text and graphics by Richard Schumacher
Originally presented as a clinic at the Long Beach NMRA National Convention
Railroads use two types of signals, block and interlocking. Block signals space trains by warning of trains or cars on the track ahead. Interlocking signals control the movement of trains through complex trackwork (turnouts, passing sidings, crossings, crossovers, junctions, or drawbridges).
Real railroads have two types of stop indications: absolute and permissive. Trains must stop at an absolute stop indication, but may cautiously proceed past a permissive stop. Permissive block signals are always marked, typically with a number plate, the letter “P” (permissive), or the letter “G” (grade). MoPac put a number plate on all signals, and marked the absolute ones with an “A” (just to be different most likely). Interlocking signals are always absolute. Since most interlocking signals have multiple heads, they are easily identified. Like the real railroads, if you ever need a single-headed interlocking signal, make sure to mark it “A” so there is no question it is absolute.
Long lengths of track are protected by block signals with two heads displaying “home” and “distant” indications. Two-headed block signals have the heads staggered to avoid confusing them with interlocking signals. Model railroads tend to have interlockings spaced so close that you cannot use two-headed block signals.
Dwarf signals are used for minor trackage within interlockings, as starting signals in passenger terminals, and to signal little-used sidings.
Battery power is conserved by real railroads with the use of approach lighting, where the signal is off until a train approaches it. For model railroads, approach lighting usually reduces the visual impact and effectiveness of the signals.
Model railroad signals typically provide protection against (a) running into an occupied block and (b) running through an improperly aligned turnout. Most stop indications on model railroads must be treated as absolute due to the short distances between interlockings. If all model signals are considered absolute, the number of signal heads and amount of wiring may be reduced by consolidating the function of some block and interlocking signals.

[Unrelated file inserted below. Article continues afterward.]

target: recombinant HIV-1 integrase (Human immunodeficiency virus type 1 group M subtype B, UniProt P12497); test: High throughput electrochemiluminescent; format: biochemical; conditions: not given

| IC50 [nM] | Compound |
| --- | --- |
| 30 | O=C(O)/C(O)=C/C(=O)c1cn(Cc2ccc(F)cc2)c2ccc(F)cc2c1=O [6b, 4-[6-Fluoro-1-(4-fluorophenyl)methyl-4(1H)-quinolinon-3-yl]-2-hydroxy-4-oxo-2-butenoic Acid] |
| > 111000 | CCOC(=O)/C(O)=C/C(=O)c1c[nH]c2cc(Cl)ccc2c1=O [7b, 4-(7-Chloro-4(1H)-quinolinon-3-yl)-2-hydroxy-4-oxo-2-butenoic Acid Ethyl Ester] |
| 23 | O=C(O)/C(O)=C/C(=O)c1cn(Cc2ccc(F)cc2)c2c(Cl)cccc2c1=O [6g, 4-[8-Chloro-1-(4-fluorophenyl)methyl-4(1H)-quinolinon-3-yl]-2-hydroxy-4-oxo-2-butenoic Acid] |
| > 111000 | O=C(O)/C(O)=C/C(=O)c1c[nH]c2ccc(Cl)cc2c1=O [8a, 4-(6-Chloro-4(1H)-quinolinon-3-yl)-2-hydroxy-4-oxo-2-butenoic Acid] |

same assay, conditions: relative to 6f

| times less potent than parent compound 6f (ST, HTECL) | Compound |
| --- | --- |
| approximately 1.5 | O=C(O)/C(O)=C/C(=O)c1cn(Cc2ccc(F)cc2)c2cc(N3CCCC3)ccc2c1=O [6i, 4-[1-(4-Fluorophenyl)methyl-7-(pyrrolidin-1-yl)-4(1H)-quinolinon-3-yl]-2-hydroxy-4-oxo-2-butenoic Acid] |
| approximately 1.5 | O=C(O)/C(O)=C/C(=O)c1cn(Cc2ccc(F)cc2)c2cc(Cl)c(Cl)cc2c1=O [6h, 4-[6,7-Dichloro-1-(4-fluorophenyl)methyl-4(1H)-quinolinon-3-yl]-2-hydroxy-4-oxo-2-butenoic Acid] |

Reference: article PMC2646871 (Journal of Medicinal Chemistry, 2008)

Two color signal indications:
|Green||Green over Red||Clear: proceed on primary route|
|Red||Red over Red||Stop: (what part of “stop” don’t you understand?)|
|Red over Green||Medium Clear: proceed at medium speed on diverging route|
Most model railroads can be signaled using three types of signals: a one-headed block signal, a two-headed interlocking signal, and a one-headed dwarf signal (for yard and miscellaneous trackage). Two-color signals are the easiest to wire, and usually look just as nice and impressive as three-color signals.
Model Railroad Signals
Color light (one lamp per color, arranged in a vertical line with red at the bottom), Type “G” (one lamp per color, arranged as a triangle with red at the bottom), and searchlight (a single lense which changes color) signals are the easiest and most inexpensive to model. Fortunately, they are also the most popular types with real railroads too.
If you decide to model color light signals, you need to decide if you prefer the scale look, non-fading color, and prototypical directionality provided by LEDs, or you want to light up the rails with light bulbs. There is no question that grain-of-wheat (GOW) miniature bulb signals are impressively bright for visitors, but they are much more expensive to install than LED signals because the circuits have more parts and since the bulbs get warm, you must use brass or cast metal signals instead of plastic to preventing melting.
If you decide to use GOW light bulb color light signals, NJ International makes beautiful brass units. Walthers GOW dwarf signals make a nice companion.
If you are modeling searchlight signals the choice is easy, you use a bi-color LED as all the other methods of doing searchlight signals are too complex. Bi-color LEDs actually have two LEDs in one unit, a red and a green.